Don I fear I am very close as my wife has been building her walls and rejecting me for years due to my failures in these areas early on in our marriage which were never forgiven. While she pushes hard for me to “leave” so she can be free to “find a better man”, but I won’t do it as I have two boys, 8 and 5 who I can’t live without. I have endured years of verbal, emotional and physical abuse but will not willingly walk away from them or my role as their father. I choose to serve and suffer through it all but I do fear she will force me out by forced divorce. Please pray for me to not only endure but to up my game and improve my attitude to ultimately convince her not to give up and push me out.

          • Layla

            First of all, why are you putting up with verbal, emotional, and physical abuse? You may have failed in some areas, but that doesn’t mean you deserve it or have to take it. Besides, is this the example of how a husband is to be treated that you want your boys to learn? You are right to up your game and improve your attitude, but don’t forget to pray for her as well. Ask God to step into your marriage and to make it what it should be. It will take time. I am praying for you both today!

  • Great post as usual, Jackie,
    Very true indeed. These steps are crucial in a marriage and when it comes to dating your wife, you can’t neglect that. Marriage is not the loss of a date, rather the gain of a lifetime of dates with the right partner in life.

    Funny, how some of your points concur with my resent article on “coffee date with my wife. Though having regular date times with your spouse is crucial, yet, a daily “coffee date” for a few minutes or hour of your day, really helps tremendously the enhancing and rebranding of the marriage relationship.

    My wife and I love our morning coffee dates. We’ve been doing that for years, and it surely breaks up the burdens of the day or establishes a good momentum for the rest of the day (as we do in the mornings).
    Thanks again for another great post, brother.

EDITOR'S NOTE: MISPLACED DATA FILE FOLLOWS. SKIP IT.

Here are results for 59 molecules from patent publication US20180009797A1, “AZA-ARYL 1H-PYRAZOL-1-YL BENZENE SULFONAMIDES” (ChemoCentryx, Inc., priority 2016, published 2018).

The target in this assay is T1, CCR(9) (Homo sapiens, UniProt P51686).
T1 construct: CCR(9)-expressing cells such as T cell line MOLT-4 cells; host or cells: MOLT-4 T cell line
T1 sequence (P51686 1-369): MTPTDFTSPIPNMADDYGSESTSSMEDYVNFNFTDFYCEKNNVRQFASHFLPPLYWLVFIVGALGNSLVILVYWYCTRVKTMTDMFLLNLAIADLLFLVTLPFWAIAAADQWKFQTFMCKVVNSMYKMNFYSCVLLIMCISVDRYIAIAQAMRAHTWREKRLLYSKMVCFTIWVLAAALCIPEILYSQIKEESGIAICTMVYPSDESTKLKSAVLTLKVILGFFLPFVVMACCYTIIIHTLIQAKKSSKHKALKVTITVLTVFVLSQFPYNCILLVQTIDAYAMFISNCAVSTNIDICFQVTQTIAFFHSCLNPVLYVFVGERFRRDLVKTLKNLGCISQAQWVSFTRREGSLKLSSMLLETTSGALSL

• mychal doering

    I have learned to listen, actually listen, not the way we do most of the time, but listen , look her in the eyes and have a thoughtful response, some of the time. She does not always want me to have a response, she just wants me to LISTEN.
    I also have tried to not “fix” everything. We, as men, are conditioned to want to help, fix, solve. Again, when we do this it can makes our wives feel like they need our help and that they are not capable of fixing the situation on their own, they NEED our help! This is not the case! You married a great, smart, woman! Trust that! Again, at times, nothing needed fixing, she just wanted to vent, release, relax, and I turned it on to me solving her problems!

  • CJ

    I have been very guilty of not doing well in some of these areas. While I hate to point blame, when you don’t grow up with healthy role models as parents or other marriage to look at, it does give you a major disadvantage going into your own marriage.

    I had zero spiritual guidance on prayer with my wife, so one her expectations was that I would naturally take the spiritual lead in our home. But when you never witnessed this or had any instruction on how to do this growing up, that is a near impossibility and sets you up for major failure right out of the gates. While God has been very patient with me as I have read books and sought help from pastors and other men of God in my churches over the years, this has still been a very difficult area for me.

    As for making my wife the priority, that is an area that I went way overboard in. I payed so much attention to her that I have smothered her and — during times of extreme duress and trials in my life (unemployment) — I would turn to my wife to find everything (happiness, emotional and spiritual support) instead of God first and she lost all respect for me and found me to be “clingy” and “needy”. The past few years I have been ripping apart my life, my fears, my cracks and looking to God to be my everything first. It is a slow and painful — but needed — process.

    Finances have always been a problem, too. Once again when you have no training to look forward in life — coupled with major hits such as unemployment, medical bills and car breakdowns that have plagued us for 20-plus years — living paycheck to paycheck becomes the reality of life.

    So many things to change and so many things to repair and get right. I am just glad through all the bumps and trials and circumstances that my wife and I are still together and allowing God to mold us and shape us and break off those rough edges in both of us individually. Praying that we can establish a new foundation and that God will bless the rest of our marriage years!

  • jake

    I agree with many points in the article. Any thoughts on how to inject optimitism into my Wife’s relationship. Seems like even small things in life drag her down and increase stress on the Family. Rolling with the punches or adapting to situations isn’t a forte.

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Huddle up with your wife and discuss a time you really messed up, then apologize, and discuss how you and your marriage is better from what you learned.